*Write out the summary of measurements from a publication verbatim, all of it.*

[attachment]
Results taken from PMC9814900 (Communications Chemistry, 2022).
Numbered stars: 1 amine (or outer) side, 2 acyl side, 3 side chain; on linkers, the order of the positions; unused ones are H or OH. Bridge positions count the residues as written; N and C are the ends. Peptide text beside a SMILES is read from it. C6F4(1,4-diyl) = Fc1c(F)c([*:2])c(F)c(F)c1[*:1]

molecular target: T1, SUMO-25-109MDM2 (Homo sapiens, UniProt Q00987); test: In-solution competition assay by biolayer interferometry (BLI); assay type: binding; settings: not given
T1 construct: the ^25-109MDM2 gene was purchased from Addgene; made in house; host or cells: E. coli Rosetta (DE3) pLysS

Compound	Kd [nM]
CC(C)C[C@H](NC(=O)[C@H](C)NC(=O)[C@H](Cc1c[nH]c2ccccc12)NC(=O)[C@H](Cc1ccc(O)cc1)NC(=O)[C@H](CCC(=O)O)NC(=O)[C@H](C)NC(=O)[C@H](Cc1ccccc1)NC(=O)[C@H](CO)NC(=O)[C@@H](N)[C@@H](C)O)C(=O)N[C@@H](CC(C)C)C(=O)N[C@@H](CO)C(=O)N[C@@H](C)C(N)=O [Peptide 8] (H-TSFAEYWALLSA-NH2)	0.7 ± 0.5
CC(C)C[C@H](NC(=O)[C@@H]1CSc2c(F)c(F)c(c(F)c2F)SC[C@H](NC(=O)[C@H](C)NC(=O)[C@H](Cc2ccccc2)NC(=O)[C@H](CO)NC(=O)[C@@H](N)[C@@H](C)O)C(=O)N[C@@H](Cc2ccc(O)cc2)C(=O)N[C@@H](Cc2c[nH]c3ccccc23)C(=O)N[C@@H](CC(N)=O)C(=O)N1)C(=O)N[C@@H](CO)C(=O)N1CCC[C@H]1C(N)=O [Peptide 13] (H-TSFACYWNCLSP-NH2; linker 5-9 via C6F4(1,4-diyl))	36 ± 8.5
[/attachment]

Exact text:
Results taken from PMC9814900 (Communications Chemistry, 2022).
Numbered stars: 1 amine (or outer) side, 2 acyl side, 3 side chain; on linkers, the order of the positions; unused ones are H or OH. Bridge positions count the residues as written; N and C are the ends. Peptide text beside a SMILES is read from it. C6F4(1,4-diyl) = Fc1c(F)c([*:2])c(F)c(F)c1[*:1]

molecular target: T1, SUMO-25-109MDM2 (Homo sapiens, UniProt Q00987); test: In-solution competition assay by biolayer interferometry (BLI); assay type: binding; settings: not given
T1 construct: the ^25-109MDM2 gene was purchased from Addgene; made in house; host or cells: E. coli Rosetta (DE3) pLysS

Compound	Kd [nM]
CC(C)C[C@H](NC(=O)[C@H](C)NC(=O)[C@H](Cc1c[nH]c2ccccc12)NC(=O)[C@H](Cc1ccc(O)cc1)NC(=O)[C@H](CCC(=O)O)NC(=O)[C@H](C)NC(=O)[C@H](Cc1ccccc1)NC(=O)[C@H](CO)NC(=O)[C@@H](N)[C@@H](C)O)C(=O)N[C@@H](CC(C)C)C(=O)N[C@@H](CO)C(=O)N[C@@H](C)C(N)=O [Peptide 8] (H-TSFAEYWALLSA-NH2)	0.7 ± 0.5
CC(C)C[C@H](NC(=O)[C@@H]1CSc2c(F)c(F)c(c(F)c2F)SC[C@H](NC(=O)[C@H](C)NC(=O)[C@H](Cc2ccccc2)NC(=O)[C@H](CO)NC(=O)[C@@H](N)[C@@H](C)O)C(=O)N[C@@H](Cc2ccc(O)cc2)C(=O)N[C@@H](Cc2c[nH]c3ccccc23)C(=O)N[C@@H](CC(N)=O)C(=O)N1)C(=O)N[C@@H](CO)C(=O)N1CCC[C@H]1C(N)=O [Peptide 13] (H-TSFACYWNCLSP-NH2; linker 5-9 via C6F4(1,4-diyl))	36 ± 8.5